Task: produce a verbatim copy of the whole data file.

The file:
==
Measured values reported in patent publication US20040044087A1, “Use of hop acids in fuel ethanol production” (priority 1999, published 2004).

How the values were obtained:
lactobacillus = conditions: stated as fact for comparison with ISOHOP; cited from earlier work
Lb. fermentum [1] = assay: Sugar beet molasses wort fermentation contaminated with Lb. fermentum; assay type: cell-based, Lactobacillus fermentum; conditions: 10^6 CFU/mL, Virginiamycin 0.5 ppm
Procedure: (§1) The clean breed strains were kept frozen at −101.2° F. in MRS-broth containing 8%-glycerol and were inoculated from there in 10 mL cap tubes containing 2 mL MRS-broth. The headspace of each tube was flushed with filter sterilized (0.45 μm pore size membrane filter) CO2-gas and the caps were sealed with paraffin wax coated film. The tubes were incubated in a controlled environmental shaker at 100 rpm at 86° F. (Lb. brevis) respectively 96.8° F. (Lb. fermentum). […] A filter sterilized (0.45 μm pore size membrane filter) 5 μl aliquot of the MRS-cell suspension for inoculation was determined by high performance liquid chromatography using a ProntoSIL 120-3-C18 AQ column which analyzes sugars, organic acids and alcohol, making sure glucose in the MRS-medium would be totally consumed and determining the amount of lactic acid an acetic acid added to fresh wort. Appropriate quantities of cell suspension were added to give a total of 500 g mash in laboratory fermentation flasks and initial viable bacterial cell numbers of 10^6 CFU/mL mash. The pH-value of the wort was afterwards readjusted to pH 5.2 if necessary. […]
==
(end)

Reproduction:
Measured values reported in patent publication US20040044087A1, “Use of hop acids in fuel ethanol production” (priority 1999, published 2004).

How the values were obtained:
lactobacillus = conditions: stated as fact for comparison with ISOHOP; cited from earlier work
Lb. fermentum [1] = assay: Sugar beet molasses wort fermentation contaminated with Lb. fermentum; assay type: cell-based, Lactobacillus fermentum; conditions: 10^6 CFU/mL, Virginiamycin 0.5 ppm
Procedure: (§1) The clean breed strains were kept frozen at −101.2° F. in MRS-broth containing 8%-glycerol and were inoculated from there in 10 mL cap tubes containing 2 mL MRS-broth. The headspace of each tube was flushed with filter sterilized (0.45 μm pore size membrane filter) CO2-gas and the caps were sealed with paraffin wax coated film. The tubes were incubated in a controlled environmental shaker at 100 rpm at 86° F. (Lb. brevis) respectively 96.8° F. (Lb. fermentum). […] A filter sterilized (0.45 μm pore size membrane filter) 5 μl aliquot of the MRS-cell suspension for inoculation was determined by high performance liquid chromatography using a ProntoSIL 120-3-C18 AQ column which analyzes sugars, organic acids and alcohol, making sure glucose in the MRS-medium would be totally consumed and determining the amount of lactic acid an acetic acid added to fresh wort. Appropriate quantities of cell suspension were added to give a total of 500 g mash in laboratory fermentation flasks and initial viable bacterial cell numbers of 10^6 CFU/mL mash. The pH-value of the wort was afterwards readjusted to pH 5.2 if necessary. […]